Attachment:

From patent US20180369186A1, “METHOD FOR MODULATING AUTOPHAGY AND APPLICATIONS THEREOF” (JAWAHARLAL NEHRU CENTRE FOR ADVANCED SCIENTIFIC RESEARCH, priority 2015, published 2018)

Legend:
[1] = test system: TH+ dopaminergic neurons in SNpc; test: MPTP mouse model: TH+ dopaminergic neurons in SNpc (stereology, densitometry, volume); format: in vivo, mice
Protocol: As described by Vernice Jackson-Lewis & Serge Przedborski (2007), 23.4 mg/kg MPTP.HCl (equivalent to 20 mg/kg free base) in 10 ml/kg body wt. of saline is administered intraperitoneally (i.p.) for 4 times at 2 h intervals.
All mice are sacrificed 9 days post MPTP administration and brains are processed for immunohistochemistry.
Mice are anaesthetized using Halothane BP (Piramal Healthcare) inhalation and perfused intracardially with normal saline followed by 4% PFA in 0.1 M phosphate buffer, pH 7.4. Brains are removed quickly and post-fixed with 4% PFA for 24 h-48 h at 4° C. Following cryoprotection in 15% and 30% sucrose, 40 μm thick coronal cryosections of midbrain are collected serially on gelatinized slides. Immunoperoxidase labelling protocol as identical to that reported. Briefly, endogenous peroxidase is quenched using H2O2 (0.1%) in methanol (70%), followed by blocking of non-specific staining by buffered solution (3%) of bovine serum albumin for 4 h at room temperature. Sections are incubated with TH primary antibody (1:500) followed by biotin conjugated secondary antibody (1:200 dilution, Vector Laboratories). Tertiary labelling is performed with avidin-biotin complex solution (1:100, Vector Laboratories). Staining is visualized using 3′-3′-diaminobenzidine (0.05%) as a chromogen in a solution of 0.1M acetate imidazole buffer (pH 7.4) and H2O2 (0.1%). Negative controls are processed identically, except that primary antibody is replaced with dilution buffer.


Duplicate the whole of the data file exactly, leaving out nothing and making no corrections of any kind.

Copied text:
From patent US20180369186A1, “METHOD FOR MODULATING AUTOPHAGY AND APPLICATIONS THEREOF” (JAWAHARLAL NEHRU CENTRE FOR ADVANCED SCIENTIFIC RESEARCH, priority 2015, published 2018)

Legend:
[1] = test system: TH+ dopaminergic neurons in SNpc; test: MPTP mouse model: TH+ dopaminergic neurons in SNpc (stereology, densitometry, volume); format: in vivo, mice
Protocol: As described by Vernice Jackson-Lewis & Serge Przedborski (2007), 23.4 mg/kg MPTP.HCl (equivalent to 20 mg/kg free base) in 10 ml/kg body wt. of saline is administered intraperitoneally (i.p.) for 4 times at 2 h intervals.
All mice are sacrificed 9 days post MPTP administration and brains are processed for immunohistochemistry.
Mice are anaesthetized using Halothane BP (Piramal Healthcare) inhalation and perfused intracardially with normal saline followed by 4% PFA in 0.1 M phosphate buffer, pH 7.4. Brains are removed quickly and post-fixed with 4% PFA for 24 h-48 h at 4° C. Following cryoprotection in 15% and 30% sucrose, 40 μm thick coronal cryosections of midbrain are collected serially on gelatinized slides. Immunoperoxidase labelling protocol as identical to that reported. Briefly, endogenous peroxidase is quenched using H2O2 (0.1%) in methanol (70%), followed by blocking of non-specific staining by buffered solution (3%) of bovine serum albumin for 4 h at room temperature. Sections are incubated with TH primary antibody (1:500) followed by biotin conjugated secondary antibody (1:200 dilution, Vector Laboratories). Tertiary labelling is performed with avidin-biotin complex solution (1:100, Vector Laboratories). Staining is visualized using 3′-3′-diaminobenzidine (0.05%) as a chromogen in a solution of 0.1M acetate imidazole buffer (pH 7.4) and H2O2 (0.1%). Negative controls are processed identically, except that primary antibody is replaced with dilution buffer.